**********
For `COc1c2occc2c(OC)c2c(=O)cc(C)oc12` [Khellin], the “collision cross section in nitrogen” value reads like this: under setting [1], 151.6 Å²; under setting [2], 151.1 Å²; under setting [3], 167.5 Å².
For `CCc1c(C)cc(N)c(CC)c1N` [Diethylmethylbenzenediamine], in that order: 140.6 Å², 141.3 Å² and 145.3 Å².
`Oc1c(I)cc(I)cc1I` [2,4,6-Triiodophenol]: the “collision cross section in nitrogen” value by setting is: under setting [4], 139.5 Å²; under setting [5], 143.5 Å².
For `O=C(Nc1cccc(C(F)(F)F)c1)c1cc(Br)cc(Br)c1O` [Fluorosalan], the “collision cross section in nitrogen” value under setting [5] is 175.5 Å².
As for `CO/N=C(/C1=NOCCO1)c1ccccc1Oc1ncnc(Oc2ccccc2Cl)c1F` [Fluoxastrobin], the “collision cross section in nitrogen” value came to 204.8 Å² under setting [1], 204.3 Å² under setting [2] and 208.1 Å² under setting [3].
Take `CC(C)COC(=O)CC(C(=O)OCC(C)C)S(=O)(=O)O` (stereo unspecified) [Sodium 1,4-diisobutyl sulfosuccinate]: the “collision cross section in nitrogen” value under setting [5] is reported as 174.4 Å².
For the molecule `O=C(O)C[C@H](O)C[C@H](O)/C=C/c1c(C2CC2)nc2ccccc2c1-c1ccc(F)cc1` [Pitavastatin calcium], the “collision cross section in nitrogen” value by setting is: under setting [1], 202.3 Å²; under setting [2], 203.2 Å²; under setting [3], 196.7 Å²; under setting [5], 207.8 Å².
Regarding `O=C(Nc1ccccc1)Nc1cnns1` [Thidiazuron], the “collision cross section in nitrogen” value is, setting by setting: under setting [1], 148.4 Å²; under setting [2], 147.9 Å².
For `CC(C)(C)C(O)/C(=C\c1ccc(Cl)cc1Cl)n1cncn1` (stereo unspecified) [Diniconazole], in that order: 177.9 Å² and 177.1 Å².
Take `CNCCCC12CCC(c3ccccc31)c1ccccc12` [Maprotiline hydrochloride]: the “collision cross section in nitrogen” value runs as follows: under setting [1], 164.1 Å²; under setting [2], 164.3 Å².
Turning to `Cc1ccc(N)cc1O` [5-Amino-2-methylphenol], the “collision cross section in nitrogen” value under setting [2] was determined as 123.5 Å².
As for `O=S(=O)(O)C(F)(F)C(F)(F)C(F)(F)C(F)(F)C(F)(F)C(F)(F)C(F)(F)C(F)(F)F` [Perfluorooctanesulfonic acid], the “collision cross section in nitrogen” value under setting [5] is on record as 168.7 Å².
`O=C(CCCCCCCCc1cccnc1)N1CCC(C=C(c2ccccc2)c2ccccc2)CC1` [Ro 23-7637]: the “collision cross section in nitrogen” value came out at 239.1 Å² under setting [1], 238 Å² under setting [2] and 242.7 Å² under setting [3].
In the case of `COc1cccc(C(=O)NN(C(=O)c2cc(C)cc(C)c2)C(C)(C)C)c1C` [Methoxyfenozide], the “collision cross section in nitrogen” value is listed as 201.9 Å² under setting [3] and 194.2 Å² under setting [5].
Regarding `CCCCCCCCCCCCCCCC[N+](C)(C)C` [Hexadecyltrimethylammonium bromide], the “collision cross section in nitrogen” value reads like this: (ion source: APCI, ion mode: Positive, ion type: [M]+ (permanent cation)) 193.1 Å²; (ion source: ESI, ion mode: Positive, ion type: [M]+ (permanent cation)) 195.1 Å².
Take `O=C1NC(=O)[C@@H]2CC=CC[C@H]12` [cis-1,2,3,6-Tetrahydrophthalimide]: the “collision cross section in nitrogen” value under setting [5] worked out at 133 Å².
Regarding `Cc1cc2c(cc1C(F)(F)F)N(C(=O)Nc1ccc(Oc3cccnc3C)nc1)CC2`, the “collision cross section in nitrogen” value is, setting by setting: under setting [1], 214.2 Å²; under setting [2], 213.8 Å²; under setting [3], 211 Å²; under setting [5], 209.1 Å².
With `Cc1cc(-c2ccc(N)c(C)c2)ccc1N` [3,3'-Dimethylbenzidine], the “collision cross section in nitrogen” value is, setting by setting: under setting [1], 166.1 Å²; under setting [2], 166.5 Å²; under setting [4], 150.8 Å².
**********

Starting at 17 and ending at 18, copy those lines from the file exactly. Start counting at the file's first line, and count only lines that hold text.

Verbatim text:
Regarding `Cc1cc2c(cc1C(F)(F)F)N(C(=O)Nc1ccc(Oc3cccnc3C)nc1)CC2`, the “collision cross section in nitrogen” value is, setting by setting: under setting [1], 214.2 Å²; under setting [2], 213.8 Å²; under setting [3], 211 Å²; under setting [5], 209.1 Å².
With `Cc1cc(-c2ccc(N)c(C)c2)ccc1N` [3,3'-Dimethylbenzidine], the “collision cross section in nitrogen” value is, setting by setting: under setting [1], 166.1 Å²; under setting [2], 166.5 Å²; under setting [4], 150.8 Å².